PROTERRA Investment Partners has listed three aggregations covering a combined 42,467 hectares and expected to fetch more than $400 million.
The largest is the 23,594ha One Tree, a dryland and irrigated cropping aggregation which straddles the Queensland-New South Wales border.
Also on offer is the 14,425ha Racecourse portfolio which is centred on sugarcane production in the Mackay region, and Vaucluse, a 4448ha dryland and irrigated cropping and horticulture aggregation in Tasmania’s midlands.
All are for sale by expressions of interest (EOI) through LAWD.
LAWD senior director Danny Thomas said he expected the diversity of the three offerings to draw both local and international interest at a time of unprecedented demand for farmland.
“Proterra has done an outstanding job to strategically aggregate land and water assets and to transition these into highly productive aggregations, now representing more than $400 million in value, across wide-ranging geographical areas and commodities,” Mr Thomas said.
“Given these factors, we expect the different portfolios to appeal to diverse categories of investors and are foreseeing a very high level of enquiry given the global demand for assets of this quality in this class.”
Proterra managing director Becs Willson said the successful sale of the Corinella Farms cropping portfolio in Victoria and South Australia in 2021, which secured $360M for investors, had led to the decision to bring forward Proterra’s 10-year exit strategy from Australian farm assets.
“It is a great time to capitalise on the existing strong market while there is insatiable appetite from investors who want to enter or expand in the agriculture space,” Ms Willson said.
“We have spent the last eight years building these highly productive agricultural operations and, ideally, they are not assets you would want to sell.
“However, the short-term nature of our investment fund, combined with high commodity prices and the calibre of the assets, presents us with an opportunity to continue our track record of strong returns to our investors.”
While the sale of these portfolios will conclude Proterra’s existing ownership of agricultural assets in Australia, the company will continue to look for agricultural land it can transform.
“We believe we have a unique approach in this asset class in terms of our operating models, including equity partnerships with local growers to help build and grow these businesses from the ground up,” Ms Willson said.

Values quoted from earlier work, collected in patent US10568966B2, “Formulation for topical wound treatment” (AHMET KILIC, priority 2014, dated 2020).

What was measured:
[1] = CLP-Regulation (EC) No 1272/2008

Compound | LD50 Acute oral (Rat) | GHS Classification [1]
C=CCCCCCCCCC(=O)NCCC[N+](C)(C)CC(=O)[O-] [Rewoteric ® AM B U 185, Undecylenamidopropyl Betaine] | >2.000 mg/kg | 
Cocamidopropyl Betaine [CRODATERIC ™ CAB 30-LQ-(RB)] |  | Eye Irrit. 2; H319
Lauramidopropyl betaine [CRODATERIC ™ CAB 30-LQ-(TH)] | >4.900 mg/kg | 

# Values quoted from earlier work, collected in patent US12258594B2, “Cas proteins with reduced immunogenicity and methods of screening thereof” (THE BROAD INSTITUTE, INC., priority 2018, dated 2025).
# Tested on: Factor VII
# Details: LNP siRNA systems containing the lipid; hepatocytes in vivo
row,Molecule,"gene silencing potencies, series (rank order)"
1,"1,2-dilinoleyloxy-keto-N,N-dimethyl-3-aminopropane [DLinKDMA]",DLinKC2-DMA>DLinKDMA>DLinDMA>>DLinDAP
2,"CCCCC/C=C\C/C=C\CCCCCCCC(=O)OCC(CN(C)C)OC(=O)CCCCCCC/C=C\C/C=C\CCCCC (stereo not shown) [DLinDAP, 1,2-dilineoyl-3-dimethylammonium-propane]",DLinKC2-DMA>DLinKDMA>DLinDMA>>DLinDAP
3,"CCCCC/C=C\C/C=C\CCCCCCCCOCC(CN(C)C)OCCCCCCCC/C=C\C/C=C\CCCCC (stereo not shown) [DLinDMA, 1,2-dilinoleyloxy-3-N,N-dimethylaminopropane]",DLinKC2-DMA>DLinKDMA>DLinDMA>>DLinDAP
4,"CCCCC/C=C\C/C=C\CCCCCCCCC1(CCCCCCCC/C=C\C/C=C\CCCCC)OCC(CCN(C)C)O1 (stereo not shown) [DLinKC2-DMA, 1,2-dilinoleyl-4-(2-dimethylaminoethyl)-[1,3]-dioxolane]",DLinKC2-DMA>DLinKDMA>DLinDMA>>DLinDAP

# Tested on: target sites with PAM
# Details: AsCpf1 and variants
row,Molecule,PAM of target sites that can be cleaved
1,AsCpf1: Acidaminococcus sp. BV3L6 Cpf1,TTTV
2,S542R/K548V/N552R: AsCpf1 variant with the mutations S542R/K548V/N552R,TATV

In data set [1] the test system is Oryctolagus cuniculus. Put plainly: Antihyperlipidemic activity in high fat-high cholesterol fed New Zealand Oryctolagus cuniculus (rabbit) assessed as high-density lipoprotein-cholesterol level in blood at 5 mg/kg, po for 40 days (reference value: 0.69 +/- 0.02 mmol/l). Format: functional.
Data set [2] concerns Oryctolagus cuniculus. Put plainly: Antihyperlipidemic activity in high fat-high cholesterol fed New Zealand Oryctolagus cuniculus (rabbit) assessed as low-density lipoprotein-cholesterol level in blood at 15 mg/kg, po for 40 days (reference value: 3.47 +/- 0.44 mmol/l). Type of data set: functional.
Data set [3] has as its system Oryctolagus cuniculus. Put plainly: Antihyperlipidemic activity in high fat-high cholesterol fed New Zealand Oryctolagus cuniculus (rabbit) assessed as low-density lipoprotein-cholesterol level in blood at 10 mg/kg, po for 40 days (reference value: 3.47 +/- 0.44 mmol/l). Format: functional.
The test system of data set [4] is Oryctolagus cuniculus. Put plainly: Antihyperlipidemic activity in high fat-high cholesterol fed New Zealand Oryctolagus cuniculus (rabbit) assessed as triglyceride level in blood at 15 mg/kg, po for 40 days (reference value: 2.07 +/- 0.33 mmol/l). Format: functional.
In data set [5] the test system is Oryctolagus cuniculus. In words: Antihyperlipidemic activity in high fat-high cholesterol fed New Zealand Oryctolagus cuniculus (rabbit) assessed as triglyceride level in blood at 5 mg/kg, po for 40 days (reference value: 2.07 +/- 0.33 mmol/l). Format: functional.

“We also now have a track record in executing profitable exit strategies with our investors at the forefront of our timing and are hoping to replicate this unique model across the Australian agriculture industry.”
With offices in Minneapolis, London, Sao Paulo, Singapore, Shanghai, and Sydney, Proterra launched as a standalone investment advisor and private equity fund manager from the Black River Asset Management private equity funds in January 2016.
The funds spun out from Black River Asset Management, a wholly-owned, independently managed subsidiary of Cargill Inc.
Although no longer an owner, Cargill maintains its relationship with Proterra as a partner to the funds.
Potential to split One Tree
One Tree comprises 21 holdings centred in the Goondiwindi and Jandowae districts in Queensland, and North Star, in northern NSW.
One Tree features self-mulching black brigalow soils which produce wheat, barley, chickpeas, faba beans over winter, and cotton and sorghum as summer crops.
Mr Thomas said One Tree would appeal to a range of buyers, including local farming families looking to expand their operations.
“The scale and geographic spread offered by One Tree is very special, with a lot of time and effort having been spent strategically aggregating land and water to create this A-grade institutional portfolio.
“While One Tree has been developed with an institutional buyer in mind, we are expecting strong bids from farming families, and can accommodate multiple transactions in this deal, as we did with Corinella Farms, if required.”
Ms Willson said future owners would benefit from Proterra’s corporate investment in maximising arable land.
“We have invested in extensive development to transition land from grazing to prime broadacre cropping, and combined properties to grow efficiencies for corporate agriculture,” she said.
Under Proterra’s ownership, more than 48,000t of combined grain storage has been added across the One Tree portfolio.
EOI on One Tree close May 5.
Vaucluse features centre pivot and linear irrigation which waters 2151ha, plus hard-hose travelling irrigators that water a further 447ha.
The balance is dryland cropping and grazing land, and Ms Willson said Vaucluse was now one of Tasmania’s largest grain producers.
“Operating a five-year crop rotation across the farm, we have established Vaucluse as a high-calibre, large-scale cereal producer to benefit from strong demand from the Tasmanian livestock and aquaculture industries in an operating environment where there is limited local production.”
“By investing heavily in water infrastructure and agronomics, we have significantly improved yields, while the construction of a 5424t grain-storage facility has further allowed us to extract a premium price by holding grain on behalf of customers and delivering throughout the year to guarantee a consistent high-quality product.”
Other rotation crops include potatoes, poppies, carrots, and hemp.
“While these are only auxiliary to the cereal operations, the diversification means in any given season there will be at least one commodity in exceptionally high demand, making the asset an excellent hedge.”
Adding to its value, the property is home to historical buildings, offices, and modern agricultural infrastructure, including 10-bedroom Vaucluse Homestead, and a circa 1832 five-bedroom Glen Esk Homestead.
Vaucluse’s water entitlements total 15,273 megalitres, and storage capacity is 9000ML.
EOI on Vaucluse close April 28.
Source: LAWD, Proterra